The size of the AEPR fine is of course a mere pinprick for Facebook whose 2016 revenue was $27.64BN. So really its appeal against the fine is about the company trying to bat away any perception that it violates privacy by refuting the substance of the violations being asserted here.

But seen through the prism of stricter incoming EU data protection rules, under the new GDPR regime which comes into force next May, there are certainly serious financial considerations for Facebook’s business pertaining to privacy — as the new EU regime includes a far larger stick to beat companies that are judged to have violated data protection rules while also tightening up privacy rules by, for example, expanding the definition of personal data and giving EU citizens the right to ask for their data to be deleted.

Companies will be facing fines of up to 4% of their global annual turnover for privacy violations under GDPR. So, in Facebook’s case, privacy-related fines could start to scale to over a billion dollars. And penalties of that size aren’t something the tech giant can too often and too easily sweep under its revenue carpet.

Even as GDPR strengthens the consent requirements for processing personal data, and expands the risk of holding and processing lots of personal data.

In addition, a company like Facebook, which processes data across multiple EU Member States’ territories, may find the new regulation creates a situation where it faces more concerted action from other DPAs, i.e. beyond their local data authority where they’ve established a European base. So, in Facebook’s case, it may not so easily be able to claim to be only under the jurisdiction of the Irish DPA. And in Europe, it’s fair to say that some DPAs are decided more pro-privacy than others.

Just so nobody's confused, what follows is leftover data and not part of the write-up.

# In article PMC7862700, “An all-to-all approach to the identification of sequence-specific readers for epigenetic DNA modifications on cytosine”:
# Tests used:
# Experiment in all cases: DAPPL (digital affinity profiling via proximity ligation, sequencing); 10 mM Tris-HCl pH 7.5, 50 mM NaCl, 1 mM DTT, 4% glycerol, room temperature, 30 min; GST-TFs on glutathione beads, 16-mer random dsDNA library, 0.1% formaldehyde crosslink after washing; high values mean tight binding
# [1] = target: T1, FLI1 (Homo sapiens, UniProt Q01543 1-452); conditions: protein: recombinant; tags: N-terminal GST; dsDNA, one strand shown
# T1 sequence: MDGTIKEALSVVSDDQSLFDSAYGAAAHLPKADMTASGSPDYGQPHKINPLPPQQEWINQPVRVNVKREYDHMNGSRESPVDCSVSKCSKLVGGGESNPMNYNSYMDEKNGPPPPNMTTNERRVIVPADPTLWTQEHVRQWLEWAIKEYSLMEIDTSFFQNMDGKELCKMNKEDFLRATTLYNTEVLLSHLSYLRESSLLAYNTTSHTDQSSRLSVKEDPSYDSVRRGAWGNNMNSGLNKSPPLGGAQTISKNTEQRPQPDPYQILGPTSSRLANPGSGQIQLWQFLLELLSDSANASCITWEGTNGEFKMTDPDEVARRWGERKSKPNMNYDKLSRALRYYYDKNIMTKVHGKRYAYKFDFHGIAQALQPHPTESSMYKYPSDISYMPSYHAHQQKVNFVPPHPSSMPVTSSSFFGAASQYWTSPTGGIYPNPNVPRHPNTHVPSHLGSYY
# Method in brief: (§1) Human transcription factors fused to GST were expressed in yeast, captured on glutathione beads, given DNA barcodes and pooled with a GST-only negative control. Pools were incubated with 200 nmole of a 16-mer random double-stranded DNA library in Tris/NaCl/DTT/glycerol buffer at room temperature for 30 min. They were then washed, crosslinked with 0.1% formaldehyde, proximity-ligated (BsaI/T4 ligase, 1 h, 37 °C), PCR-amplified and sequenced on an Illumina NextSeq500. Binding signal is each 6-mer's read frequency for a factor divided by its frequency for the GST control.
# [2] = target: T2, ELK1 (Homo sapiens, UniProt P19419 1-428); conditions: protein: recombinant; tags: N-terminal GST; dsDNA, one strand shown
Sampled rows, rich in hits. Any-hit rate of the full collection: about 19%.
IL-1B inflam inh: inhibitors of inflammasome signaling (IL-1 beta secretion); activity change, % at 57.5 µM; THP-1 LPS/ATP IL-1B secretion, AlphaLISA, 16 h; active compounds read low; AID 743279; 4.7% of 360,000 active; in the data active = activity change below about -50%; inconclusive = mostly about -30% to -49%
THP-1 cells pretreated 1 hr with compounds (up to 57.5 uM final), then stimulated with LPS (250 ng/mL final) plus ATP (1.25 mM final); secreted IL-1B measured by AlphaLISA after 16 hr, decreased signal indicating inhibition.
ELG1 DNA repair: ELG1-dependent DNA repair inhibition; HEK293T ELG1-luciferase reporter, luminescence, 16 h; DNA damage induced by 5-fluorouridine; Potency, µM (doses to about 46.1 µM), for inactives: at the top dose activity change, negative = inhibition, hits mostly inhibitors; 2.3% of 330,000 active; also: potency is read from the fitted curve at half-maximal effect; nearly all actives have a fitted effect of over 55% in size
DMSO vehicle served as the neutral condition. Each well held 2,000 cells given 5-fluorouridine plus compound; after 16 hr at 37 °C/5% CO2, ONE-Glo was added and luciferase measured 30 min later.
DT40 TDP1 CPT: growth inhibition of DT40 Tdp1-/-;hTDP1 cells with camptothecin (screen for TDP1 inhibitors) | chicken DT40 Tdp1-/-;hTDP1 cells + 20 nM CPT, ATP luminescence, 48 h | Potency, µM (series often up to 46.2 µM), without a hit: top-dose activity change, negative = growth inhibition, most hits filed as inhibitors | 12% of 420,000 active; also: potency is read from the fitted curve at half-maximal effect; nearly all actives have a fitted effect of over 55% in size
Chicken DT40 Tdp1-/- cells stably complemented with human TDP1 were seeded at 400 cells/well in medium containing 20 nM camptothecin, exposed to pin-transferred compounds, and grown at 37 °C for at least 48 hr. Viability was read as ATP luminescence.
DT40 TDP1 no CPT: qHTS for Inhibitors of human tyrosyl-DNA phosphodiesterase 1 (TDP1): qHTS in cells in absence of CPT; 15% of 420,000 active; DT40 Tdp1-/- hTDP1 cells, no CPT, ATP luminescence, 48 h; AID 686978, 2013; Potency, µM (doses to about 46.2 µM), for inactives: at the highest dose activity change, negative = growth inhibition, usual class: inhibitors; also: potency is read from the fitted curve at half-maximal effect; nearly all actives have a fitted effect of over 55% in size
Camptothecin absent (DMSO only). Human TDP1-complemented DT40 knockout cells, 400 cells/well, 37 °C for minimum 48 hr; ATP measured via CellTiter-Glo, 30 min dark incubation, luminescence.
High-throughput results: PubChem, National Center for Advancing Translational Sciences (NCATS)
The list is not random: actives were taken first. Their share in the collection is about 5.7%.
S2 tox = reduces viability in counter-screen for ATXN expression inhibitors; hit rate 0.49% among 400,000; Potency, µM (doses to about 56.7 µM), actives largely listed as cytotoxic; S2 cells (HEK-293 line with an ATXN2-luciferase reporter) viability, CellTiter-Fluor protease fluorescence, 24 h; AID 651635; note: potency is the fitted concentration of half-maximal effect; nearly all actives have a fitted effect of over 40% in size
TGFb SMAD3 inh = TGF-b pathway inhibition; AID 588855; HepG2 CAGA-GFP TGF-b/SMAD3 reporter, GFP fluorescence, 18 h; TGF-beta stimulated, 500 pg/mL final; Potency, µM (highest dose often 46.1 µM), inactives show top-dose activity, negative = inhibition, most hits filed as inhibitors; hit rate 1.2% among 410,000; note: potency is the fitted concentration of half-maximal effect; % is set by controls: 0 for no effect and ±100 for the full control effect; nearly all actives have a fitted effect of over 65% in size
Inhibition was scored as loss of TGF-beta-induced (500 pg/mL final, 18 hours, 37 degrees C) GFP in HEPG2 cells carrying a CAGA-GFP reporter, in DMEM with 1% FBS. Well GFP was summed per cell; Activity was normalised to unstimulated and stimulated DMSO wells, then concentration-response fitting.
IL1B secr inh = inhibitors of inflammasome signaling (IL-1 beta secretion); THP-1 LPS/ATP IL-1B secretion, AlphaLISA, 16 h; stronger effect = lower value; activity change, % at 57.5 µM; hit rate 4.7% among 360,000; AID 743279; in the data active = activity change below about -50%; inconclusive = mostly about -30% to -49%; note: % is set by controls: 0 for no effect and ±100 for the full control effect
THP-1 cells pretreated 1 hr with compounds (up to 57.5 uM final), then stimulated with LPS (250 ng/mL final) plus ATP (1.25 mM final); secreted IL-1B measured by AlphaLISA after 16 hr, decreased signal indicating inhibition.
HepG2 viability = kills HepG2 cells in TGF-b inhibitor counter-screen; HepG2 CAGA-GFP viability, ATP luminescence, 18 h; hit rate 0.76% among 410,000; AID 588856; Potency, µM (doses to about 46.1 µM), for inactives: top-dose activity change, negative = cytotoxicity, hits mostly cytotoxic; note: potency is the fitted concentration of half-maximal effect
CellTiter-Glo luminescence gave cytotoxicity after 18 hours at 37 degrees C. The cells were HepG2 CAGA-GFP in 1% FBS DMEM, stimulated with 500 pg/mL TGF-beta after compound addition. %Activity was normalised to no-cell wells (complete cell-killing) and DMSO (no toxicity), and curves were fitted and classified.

Asked about its GDPR preparations, Facebook previously told us it has designated a cross-functional team to “fully analyze the legislation and help us understand what this would mean from a legal, policy and product perspective” — saying this is “the largest cross functional team in the history of the Facebook family”.

It is also now looking to recruit a data protection officer — a position mandated under GDPR.

“Ahead of next May we are working with our product, design and engineering teams to enhance existing products and build new products in a way that simultaneously provides an intuitive, user-centric experience and permits us to meet our obligations under the GDPR,” added Stephen Deadman, Facebook’s deputy chief global privacy officer, in a statement.